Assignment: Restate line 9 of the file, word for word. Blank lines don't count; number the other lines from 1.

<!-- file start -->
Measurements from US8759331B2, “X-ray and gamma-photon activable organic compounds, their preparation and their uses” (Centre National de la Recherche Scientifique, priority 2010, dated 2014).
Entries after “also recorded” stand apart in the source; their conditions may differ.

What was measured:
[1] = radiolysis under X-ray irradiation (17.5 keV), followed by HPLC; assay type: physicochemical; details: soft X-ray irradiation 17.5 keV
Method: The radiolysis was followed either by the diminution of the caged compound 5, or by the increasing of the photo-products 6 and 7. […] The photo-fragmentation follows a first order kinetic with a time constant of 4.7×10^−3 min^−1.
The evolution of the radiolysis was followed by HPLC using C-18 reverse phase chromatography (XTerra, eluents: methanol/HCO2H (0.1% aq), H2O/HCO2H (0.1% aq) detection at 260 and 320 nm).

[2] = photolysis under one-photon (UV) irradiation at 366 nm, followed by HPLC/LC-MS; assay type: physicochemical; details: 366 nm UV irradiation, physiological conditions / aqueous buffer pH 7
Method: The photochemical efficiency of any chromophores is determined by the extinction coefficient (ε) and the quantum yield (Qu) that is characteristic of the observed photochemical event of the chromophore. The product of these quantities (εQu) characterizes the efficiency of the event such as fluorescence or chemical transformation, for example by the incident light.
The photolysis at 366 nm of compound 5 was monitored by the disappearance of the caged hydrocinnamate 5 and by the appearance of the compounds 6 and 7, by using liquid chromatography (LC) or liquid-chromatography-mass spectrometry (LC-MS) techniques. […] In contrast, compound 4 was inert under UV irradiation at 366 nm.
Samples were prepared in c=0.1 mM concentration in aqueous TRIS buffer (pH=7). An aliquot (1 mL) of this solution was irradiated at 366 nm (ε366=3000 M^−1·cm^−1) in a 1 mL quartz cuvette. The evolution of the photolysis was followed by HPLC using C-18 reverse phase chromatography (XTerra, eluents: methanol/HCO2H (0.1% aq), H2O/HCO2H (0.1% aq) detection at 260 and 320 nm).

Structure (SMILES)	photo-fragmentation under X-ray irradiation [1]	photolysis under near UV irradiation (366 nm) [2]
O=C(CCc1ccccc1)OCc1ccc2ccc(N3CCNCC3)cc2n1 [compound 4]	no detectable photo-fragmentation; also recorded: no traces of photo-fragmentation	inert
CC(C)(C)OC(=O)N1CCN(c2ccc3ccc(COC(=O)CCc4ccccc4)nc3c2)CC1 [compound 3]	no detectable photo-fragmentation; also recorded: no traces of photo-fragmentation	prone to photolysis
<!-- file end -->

The photolysis at 366 nm of compound 5 was monitored by the disappearance of the caged hydrocinnamate 5 and by the appearance of the compounds 6 and 7, by using liquid chromatography (LC) or liquid-chromatography-mass spectrometry (LC-MS) techniques. […] In contrast, compound 4 was inert under UV irradiation at 366 nm.